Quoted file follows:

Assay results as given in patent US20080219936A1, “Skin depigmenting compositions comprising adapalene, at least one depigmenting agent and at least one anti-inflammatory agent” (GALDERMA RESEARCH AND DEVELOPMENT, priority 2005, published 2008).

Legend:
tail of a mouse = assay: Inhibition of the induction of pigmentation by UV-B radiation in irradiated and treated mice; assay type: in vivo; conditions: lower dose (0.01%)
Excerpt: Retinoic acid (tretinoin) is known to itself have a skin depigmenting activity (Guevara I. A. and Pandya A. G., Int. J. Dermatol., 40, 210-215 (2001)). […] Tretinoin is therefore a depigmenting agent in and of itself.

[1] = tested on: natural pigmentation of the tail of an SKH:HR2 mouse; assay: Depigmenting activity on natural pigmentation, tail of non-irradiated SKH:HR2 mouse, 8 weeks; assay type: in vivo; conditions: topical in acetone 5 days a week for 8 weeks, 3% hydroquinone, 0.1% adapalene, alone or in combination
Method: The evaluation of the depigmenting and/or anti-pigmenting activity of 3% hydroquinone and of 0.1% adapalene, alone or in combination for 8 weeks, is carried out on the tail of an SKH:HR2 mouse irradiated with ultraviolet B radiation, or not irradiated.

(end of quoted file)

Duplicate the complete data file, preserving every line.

Assay results as given in patent US20080219936A1, “Skin depigmenting compositions comprising adapalene, at least one depigmenting agent and at least one anti-inflammatory agent” (GALDERMA RESEARCH AND DEVELOPMENT, priority 2005, published 2008).

Legend:
tail of a mouse = assay: Inhibition of the induction of pigmentation by UV-B radiation in irradiated and treated mice; assay type: in vivo; conditions: lower dose (0.01%)
Excerpt: Retinoic acid (tretinoin) is known to itself have a skin depigmenting activity (Guevara I. A. and Pandya A. G., Int. J. Dermatol., 40, 210-215 (2001)). […] Tretinoin is therefore a depigmenting agent in and of itself.

[1] = tested on: natural pigmentation of the tail of an SKH:HR2 mouse; assay: Depigmenting activity on natural pigmentation, tail of non-irradiated SKH:HR2 mouse, 8 weeks; assay type: in vivo; conditions: topical in acetone 5 days a week for 8 weeks, 3% hydroquinone, 0.1% adapalene, alone or in combination
Method: The evaluation of the depigmenting and/or anti-pigmenting activity of 3% hydroquinone and of 0.1% adapalene, alone or in combination for 8 weeks, is carried out on the tail of an SKH:HR2 mouse irradiated with ultraviolet B radiation, or not irradiated.